About one third of adults in the US—some 77 million people—have debt in collections, meaning it is six months past due or more, according to a study published Tuesday by the Urban Institute. The average amount owed by borrowers with debt in collections is $5,178, but the figure ranges from $25 to over $125,000.
In Nevada, which was hit particularly hard by the housing market crash, nearly half, or 46 percent of residents who had credit files, reported having debt in collections. In South Carolina 46.2 of residents, in Texas 44.7 percent, and in Florida 41 percent have debt in collections. Debts included in the figure are credit card debt, car loans, student loans, phone or utility bills, or even medical bills.
These extraordinary high levels of debt delinquency are the result of decades of falling wages and incomes. According to a separate study released by the Russell Sage Foundation, since 2003 the household wealth of the poorest quarter of US households has fallen by more than fifty percent, while the wealth of a typical US household has fallen by more than 36 percent.
The Urban Institute report noted that “a debt that is reported as in collections can remain on a person’s credit report until the debt is seven years past due.” It adds, “when families are unable to meet their payment obligations on either type of consumer debt, they risk moving... to a vicious debt cycle. Their credit history and scores can be adversely affected, their debt may go into collections, and they may ultimately lose property and future financial opportunities.”
It added that, “In addition to creating difficulties today, delinquent debt can lower credit scores and result in serious future consequences. Credit scores are used to determine eligibility for jobs, access to rental housing and mortgages, insurance premiums, and access to (and the price of) credit in general.”
The report notes that even these figures, however, may under-represent the degree of financial distress in the US. About nine percent of the population does not have a credit file, and these sections of the population “are more likely to be financially disadvantaged.” The analysis also does not include loans from payday loan companies or pawnshops.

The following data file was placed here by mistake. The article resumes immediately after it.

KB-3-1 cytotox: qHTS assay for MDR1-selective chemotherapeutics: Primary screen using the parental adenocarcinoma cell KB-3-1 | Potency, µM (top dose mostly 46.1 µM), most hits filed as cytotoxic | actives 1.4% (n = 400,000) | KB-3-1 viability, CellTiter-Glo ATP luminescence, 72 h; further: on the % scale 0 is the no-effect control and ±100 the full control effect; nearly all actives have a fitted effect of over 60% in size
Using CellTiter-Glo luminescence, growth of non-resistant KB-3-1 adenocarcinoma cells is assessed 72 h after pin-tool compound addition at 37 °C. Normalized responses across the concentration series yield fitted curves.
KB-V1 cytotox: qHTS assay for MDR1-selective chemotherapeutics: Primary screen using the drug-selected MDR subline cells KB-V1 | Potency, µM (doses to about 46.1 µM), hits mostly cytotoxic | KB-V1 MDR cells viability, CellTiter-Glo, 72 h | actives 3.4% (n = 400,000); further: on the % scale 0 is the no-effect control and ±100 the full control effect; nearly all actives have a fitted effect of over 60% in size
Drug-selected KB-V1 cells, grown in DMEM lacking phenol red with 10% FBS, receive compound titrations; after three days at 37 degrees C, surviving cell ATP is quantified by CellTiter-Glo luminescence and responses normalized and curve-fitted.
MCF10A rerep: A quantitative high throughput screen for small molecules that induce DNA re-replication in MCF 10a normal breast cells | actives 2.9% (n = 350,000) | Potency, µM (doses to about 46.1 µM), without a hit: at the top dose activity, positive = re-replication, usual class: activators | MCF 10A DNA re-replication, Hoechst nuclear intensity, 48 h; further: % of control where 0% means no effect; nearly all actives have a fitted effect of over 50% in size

The widespread prevalence of loan delinquency has paralleled the growth of low-wage labor. In April, the National Employment Law Project issued a report showing that since the financial crash of 2008, 1.9 million high- and average-paying jobs in the private sector have been eliminated and replaced with some 1.8 million low-wage jobs. Partly as a result, real median household income fell from $55,600 in 2007 to $51,017 in 2012—a decrease of nearly ten percent in just five years.
Household indebtedness has risen steadily in recent years, with the growth of student loan debt being one of the main drivers. The class of 2014 had an average debt load of $33,050, more than triple the level in 1993. At the beginning of 2013 total student loan debt was $1.2 trillion, almost 8 percent of America’s Gross Domestic Product. Between 2003 and 2012, the share of 25-year-olds with student debt rose from 25 percent to 43 percent.
Loan delinquency is only one of a growing series of indicators of social distress in the United States. One in six Americans, including one in five children, did not have enough to eat at some point in 2012, according to a report released by Feeding America in April. The percentage of households that are “food insecure” rose from 11.1 percent in 2007 to 16.0 percent in 2012.
Similarly, nearly one in four children in the United States lives in a family below the federal poverty line, according to figures presented in a new report by the Annie E. Casey Foundation. A total of 16.3 million children live in poverty, and 45 percent of children in the US live in households who are below 200 percent of the federal poverty line.
In recent years collectors have turned to even more aggressive methods of collection, often in collusion with politicians of both major parties. In Detroit, Emergency Manager Kevyn Orr is seeking to shut off water for tens of thousands of residents who are unable to pay their water bills.
Earlier this month, the New York Times reported that subprime auto loans have reached the largest levels since 2007. The total volume of subprime auto loans increased by 15 percent over the past year. The Times noted that, “a growing number of lenders are using new technologies that can remotely disable the ignition of a car within minutes of the borrower missing a payment. Such technologies allow lenders to seize collateral and minimize losses without the cost of chasing down delinquent borrowers.”